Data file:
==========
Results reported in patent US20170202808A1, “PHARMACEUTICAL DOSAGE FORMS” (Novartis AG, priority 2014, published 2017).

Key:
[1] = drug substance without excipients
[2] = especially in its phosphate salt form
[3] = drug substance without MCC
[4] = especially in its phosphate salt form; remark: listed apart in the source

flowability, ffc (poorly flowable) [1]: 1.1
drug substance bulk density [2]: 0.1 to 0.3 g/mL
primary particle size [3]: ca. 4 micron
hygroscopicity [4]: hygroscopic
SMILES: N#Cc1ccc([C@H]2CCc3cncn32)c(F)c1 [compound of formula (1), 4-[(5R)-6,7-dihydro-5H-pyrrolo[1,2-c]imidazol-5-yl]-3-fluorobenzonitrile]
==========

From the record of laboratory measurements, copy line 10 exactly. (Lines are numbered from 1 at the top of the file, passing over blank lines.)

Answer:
hygroscopicity [4]: hygroscopic